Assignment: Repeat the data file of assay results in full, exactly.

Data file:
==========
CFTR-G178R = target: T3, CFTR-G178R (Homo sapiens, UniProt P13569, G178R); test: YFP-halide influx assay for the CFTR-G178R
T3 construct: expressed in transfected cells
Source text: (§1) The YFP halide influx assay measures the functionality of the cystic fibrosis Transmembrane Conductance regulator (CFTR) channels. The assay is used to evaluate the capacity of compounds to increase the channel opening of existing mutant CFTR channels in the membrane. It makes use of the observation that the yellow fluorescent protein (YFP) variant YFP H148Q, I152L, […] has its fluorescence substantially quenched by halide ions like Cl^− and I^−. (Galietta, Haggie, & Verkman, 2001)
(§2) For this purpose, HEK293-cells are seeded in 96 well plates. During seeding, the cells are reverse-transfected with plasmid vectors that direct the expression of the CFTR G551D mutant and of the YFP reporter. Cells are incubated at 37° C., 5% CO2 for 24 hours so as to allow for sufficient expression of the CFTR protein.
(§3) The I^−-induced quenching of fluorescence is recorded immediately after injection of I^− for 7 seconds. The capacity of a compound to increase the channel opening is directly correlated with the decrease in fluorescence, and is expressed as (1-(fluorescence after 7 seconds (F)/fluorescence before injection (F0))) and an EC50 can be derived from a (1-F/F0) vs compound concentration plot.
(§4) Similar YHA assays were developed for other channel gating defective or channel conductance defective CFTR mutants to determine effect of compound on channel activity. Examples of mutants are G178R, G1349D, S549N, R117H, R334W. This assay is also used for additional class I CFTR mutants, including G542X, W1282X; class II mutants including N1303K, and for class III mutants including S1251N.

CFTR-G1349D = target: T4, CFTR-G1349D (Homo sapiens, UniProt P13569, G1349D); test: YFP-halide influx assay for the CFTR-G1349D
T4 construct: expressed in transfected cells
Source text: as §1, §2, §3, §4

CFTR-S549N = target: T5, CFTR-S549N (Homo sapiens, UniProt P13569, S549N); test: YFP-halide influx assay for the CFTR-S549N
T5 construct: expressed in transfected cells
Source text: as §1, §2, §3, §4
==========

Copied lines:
CFTR-G178R = target: T3, CFTR-G178R (Homo sapiens, UniProt P13569, G178R); test: YFP-halide influx assay for the CFTR-G178R
T3 construct: expressed in transfected cells
Source text: (§1) The YFP halide influx assay measures the functionality of the cystic fibrosis Transmembrane Conductance regulator (CFTR) channels. The assay is used to evaluate the capacity of compounds to increase the channel opening of existing mutant CFTR channels in the membrane. It makes use of the observation that the yellow fluorescent protein (YFP) variant YFP H148Q, I152L, […] has its fluorescence substantially quenched by halide ions like Cl^− and I^−. (Galietta, Haggie, & Verkman, 2001)
(§2) For this purpose, HEK293-cells are seeded in 96 well plates. During seeding, the cells are reverse-transfected with plasmid vectors that direct the expression of the CFTR G551D mutant and of the YFP reporter. Cells are incubated at 37° C., 5% CO2 for 24 hours so as to allow for sufficient expression of the CFTR protein.
(§3) The I^−-induced quenching of fluorescence is recorded immediately after injection of I^− for 7 seconds. The capacity of a compound to increase the channel opening is directly correlated with the decrease in fluorescence, and is expressed as (1-(fluorescence after 7 seconds (F)/fluorescence before injection (F0))) and an EC50 can be derived from a (1-F/F0) vs compound concentration plot.
(§4) Similar YHA assays were developed for other channel gating defective or channel conductance defective CFTR mutants to determine effect of compound on channel activity. Examples of mutants are G178R, G1349D, S549N, R117H, R334W. This assay is also used for additional class I CFTR mutants, including G542X, W1282X; class II mutants including N1303K, and for class III mutants including S1251N.

CFTR-G1349D = target: T4, CFTR-G1349D (Homo sapiens, UniProt P13569, G1349D); test: YFP-halide influx assay for the CFTR-G1349D
T4 construct: expressed in transfected cells
Source text: as §1, §2, §3, §4

CFTR-S549N = target: T5, CFTR-S549N (Homo sapiens, UniProt P13569, S549N); test: YFP-halide influx assay for the CFTR-S549N
T5 construct: expressed in transfected cells
Source text: as §1, §2, §3, §4